What is Patellar Luxation?
The patella, or kneecap, is part of the stifle joint (knee). In patellar luxation, the kneecap luxates, or pops out of place, either in a medial (toward the inside) or lateral (toward the outside) position.
Bilateral (both knees) involvement is most common, but unilateral (one knee) is not uncommon. Cavaliers can be affected at a very young age as well as later in life, but typically it occurs in Cavaliers within the first year to eighteen months.
Although the luxation may not be present at birth, the anatomical deformities that cause these luxations are present at that time and are responsible for subsequent recurrent patellar luxation. Patellar luxation should be considered an inherited disease.
Signs vary dramatically with the degree of luxation. In Grade 1 there may be no indication initially and diagnosis can only be made by palpation. Over time, with further breakdown of soft tissues, the dog may become lame. In Grades 2-3 lameness may only be evident when the patella is in the luxated position. In Grades 3-4 dogs may exhibit a crouching, bowlegged stance with the feet turned inward and with most of the weight transferred to the front legs. Pain can be present in some cases however most animals seem to show little irritation for Grades 1-2.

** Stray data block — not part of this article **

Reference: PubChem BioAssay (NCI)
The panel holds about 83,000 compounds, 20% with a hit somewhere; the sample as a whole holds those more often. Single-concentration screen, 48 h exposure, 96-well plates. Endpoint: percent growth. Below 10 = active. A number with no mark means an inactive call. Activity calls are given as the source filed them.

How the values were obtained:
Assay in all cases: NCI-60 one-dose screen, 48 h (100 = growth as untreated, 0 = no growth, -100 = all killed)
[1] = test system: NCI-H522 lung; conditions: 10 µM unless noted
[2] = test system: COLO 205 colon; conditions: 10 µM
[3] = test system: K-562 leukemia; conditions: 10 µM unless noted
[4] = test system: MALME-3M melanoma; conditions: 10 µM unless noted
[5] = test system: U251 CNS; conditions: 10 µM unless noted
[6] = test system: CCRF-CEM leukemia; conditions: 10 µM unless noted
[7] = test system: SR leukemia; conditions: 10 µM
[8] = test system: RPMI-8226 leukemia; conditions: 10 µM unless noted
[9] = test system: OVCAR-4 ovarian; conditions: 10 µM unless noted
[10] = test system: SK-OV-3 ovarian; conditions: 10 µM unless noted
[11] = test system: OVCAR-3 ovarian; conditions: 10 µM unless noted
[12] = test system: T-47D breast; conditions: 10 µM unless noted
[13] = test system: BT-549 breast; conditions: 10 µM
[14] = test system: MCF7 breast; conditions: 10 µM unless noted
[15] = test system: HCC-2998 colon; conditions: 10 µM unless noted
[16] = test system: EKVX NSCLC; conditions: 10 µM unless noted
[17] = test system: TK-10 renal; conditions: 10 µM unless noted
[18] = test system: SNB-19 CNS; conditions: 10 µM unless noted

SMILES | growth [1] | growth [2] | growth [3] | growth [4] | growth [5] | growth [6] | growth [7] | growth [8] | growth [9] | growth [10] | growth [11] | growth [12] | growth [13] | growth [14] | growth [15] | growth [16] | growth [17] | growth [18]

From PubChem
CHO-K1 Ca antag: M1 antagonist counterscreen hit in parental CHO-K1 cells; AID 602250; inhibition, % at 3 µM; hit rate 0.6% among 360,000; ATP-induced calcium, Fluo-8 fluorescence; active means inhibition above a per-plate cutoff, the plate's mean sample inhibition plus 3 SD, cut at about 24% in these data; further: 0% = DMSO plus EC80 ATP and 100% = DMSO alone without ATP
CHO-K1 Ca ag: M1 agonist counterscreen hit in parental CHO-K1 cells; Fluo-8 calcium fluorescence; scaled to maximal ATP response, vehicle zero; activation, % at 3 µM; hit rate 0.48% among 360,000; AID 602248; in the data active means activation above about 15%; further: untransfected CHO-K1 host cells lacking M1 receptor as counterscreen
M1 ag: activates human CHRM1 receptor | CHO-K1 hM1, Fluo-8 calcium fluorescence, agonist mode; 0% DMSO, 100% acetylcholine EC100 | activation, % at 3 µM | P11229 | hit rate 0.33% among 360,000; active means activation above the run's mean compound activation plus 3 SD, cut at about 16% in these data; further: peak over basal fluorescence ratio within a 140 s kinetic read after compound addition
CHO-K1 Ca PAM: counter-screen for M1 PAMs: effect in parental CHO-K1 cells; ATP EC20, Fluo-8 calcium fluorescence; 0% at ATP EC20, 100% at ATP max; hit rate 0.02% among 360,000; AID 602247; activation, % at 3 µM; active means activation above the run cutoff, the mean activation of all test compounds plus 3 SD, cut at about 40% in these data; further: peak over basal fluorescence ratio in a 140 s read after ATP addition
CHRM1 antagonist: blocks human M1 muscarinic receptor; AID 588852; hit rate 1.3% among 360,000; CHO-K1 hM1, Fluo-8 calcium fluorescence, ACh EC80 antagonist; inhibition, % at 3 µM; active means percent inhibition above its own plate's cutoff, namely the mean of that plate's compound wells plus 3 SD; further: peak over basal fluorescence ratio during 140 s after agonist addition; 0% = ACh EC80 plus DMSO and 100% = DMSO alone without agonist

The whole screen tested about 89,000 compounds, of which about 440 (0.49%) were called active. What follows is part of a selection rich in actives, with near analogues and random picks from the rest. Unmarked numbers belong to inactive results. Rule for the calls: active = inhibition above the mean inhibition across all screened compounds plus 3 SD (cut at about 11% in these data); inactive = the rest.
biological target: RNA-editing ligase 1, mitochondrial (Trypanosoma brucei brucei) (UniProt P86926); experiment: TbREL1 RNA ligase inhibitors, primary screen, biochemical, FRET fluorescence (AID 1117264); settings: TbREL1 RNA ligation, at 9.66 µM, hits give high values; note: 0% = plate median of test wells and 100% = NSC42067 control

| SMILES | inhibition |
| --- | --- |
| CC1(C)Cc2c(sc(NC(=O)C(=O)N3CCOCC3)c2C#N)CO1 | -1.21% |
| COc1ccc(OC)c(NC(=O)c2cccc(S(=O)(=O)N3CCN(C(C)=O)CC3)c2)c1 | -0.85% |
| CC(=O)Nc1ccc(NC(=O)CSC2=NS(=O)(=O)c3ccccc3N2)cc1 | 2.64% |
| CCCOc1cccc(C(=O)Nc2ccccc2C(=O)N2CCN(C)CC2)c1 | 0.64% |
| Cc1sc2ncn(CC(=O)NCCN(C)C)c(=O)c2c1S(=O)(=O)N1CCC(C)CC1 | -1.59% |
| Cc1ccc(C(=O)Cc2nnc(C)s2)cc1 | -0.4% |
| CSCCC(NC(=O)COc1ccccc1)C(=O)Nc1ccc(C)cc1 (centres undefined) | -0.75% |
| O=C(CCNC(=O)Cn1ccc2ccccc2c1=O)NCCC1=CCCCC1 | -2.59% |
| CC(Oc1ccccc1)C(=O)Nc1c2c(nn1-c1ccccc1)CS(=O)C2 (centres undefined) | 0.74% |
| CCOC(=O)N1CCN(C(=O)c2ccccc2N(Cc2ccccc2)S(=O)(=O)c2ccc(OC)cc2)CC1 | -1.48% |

Sudden bilateral luxation may render an older Cavalier unable to stand and so simulate neurological disease. Care must be taken not to misdiagnose patellar luxation for some form of neurological problem.
Most Cavaliers can lead a normal, pain free life with Grade 1 patellar luxation; however surgery is highly successful for the more severe forms of this disease. There seems to be a vast difference in charges for this surgery and owners are encouraged to obtain estimates from a variety of different veterinarians and orthopedic specialists.
Thank you so much, CKCSC-USA, for this helpful information!